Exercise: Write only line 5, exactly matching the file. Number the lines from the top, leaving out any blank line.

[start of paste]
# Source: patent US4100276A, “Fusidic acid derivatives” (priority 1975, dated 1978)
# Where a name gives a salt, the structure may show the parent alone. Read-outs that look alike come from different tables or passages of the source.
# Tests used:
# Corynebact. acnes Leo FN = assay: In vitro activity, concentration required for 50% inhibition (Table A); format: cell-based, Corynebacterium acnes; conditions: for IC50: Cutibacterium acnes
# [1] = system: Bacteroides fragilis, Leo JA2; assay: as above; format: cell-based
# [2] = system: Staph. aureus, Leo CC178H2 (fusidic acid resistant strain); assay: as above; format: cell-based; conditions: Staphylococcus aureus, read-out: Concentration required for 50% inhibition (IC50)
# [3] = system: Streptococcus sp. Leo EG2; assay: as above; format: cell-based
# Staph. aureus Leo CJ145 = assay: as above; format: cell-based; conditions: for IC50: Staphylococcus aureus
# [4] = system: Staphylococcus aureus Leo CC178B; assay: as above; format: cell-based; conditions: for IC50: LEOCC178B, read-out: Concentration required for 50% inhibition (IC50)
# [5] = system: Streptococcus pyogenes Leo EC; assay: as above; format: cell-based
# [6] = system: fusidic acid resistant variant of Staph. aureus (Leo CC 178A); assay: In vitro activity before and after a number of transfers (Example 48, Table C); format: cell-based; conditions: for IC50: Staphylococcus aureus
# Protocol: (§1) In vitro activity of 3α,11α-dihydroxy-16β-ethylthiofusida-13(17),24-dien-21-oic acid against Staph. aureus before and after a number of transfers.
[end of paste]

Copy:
# [1] = system: Bacteroides fragilis, Leo JA2; assay: as above; format: cell-based